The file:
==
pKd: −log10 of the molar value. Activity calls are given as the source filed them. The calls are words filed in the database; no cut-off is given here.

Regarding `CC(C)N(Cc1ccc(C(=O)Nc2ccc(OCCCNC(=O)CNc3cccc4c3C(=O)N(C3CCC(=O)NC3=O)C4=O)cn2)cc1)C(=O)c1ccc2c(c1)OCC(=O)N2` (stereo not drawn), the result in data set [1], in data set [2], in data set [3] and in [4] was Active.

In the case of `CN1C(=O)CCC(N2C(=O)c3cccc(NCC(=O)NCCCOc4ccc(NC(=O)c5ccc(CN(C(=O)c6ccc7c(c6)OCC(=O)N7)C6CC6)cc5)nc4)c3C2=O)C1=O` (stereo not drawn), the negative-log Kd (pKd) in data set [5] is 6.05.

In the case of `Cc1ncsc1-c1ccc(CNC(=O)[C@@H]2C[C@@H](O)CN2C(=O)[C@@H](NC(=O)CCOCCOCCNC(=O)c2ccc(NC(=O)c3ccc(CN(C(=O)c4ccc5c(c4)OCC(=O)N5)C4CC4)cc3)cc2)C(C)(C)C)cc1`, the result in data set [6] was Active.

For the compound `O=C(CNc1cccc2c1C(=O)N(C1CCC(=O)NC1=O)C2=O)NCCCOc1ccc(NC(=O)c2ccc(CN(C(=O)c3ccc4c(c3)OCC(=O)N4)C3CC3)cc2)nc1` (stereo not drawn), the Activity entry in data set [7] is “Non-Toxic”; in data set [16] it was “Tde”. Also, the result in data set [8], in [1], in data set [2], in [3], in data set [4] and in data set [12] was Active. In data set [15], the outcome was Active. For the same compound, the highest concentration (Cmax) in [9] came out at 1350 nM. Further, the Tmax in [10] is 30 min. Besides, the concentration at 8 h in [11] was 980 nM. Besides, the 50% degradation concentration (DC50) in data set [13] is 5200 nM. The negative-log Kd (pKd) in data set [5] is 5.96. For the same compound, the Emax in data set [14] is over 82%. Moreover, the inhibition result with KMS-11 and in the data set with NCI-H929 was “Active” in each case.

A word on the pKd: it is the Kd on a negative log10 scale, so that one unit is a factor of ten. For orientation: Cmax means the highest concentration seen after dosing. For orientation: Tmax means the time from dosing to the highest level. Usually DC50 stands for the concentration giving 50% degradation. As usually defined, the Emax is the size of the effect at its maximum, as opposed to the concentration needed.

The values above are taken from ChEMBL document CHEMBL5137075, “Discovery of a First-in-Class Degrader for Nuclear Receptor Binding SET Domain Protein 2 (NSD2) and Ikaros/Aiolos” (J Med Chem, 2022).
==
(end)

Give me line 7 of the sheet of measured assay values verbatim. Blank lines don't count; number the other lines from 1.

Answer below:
The values above are taken from ChEMBL document CHEMBL5137075, “Discovery of a First-in-Class Degrader for Nuclear Receptor Binding SET Domain Protein 2 (NSD2) and Ikaros/Aiolos” (J Med Chem, 2022).